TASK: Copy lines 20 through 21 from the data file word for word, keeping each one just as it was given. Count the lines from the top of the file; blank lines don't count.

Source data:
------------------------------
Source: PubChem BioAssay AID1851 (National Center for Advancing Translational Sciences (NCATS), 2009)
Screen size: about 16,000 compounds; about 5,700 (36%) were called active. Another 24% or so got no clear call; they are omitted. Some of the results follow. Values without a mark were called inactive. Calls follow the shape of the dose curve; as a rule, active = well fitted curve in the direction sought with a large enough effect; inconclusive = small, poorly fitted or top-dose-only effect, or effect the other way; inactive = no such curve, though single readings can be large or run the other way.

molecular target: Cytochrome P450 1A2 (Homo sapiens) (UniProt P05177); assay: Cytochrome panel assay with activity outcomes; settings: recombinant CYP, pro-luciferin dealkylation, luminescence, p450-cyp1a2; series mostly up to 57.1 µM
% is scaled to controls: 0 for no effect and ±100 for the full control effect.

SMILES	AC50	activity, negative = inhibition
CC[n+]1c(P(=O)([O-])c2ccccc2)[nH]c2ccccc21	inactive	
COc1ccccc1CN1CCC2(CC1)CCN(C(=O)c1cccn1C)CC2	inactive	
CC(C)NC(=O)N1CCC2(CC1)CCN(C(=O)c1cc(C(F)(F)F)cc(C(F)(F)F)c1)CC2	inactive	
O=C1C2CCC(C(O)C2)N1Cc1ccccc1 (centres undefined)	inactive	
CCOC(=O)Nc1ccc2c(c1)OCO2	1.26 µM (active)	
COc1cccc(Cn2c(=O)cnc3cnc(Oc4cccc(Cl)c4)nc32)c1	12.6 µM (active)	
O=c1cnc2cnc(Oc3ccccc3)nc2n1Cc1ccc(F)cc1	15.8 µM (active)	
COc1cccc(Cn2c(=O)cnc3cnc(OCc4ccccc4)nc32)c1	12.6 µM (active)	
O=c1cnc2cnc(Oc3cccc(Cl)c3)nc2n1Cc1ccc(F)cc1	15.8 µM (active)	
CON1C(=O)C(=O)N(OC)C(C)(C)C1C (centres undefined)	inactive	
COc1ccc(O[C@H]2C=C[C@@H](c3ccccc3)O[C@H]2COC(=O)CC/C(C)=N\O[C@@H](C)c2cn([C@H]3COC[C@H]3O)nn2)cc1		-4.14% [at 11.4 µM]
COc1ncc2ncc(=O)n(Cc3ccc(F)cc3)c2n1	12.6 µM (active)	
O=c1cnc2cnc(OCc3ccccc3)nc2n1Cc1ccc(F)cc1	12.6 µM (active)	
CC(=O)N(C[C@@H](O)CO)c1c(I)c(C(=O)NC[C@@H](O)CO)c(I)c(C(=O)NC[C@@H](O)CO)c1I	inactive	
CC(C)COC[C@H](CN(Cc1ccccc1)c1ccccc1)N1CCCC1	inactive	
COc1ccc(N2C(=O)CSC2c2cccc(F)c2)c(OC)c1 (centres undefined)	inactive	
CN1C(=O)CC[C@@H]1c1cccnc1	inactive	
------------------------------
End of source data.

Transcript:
CC(C)COC[C@H](CN(Cc1ccccc1)c1ccccc1)N1CCCC1	inactive	
COc1ccc(N2C(=O)CSC2c2cccc(F)c2)c(OC)c1 (centres undefined)	inactive	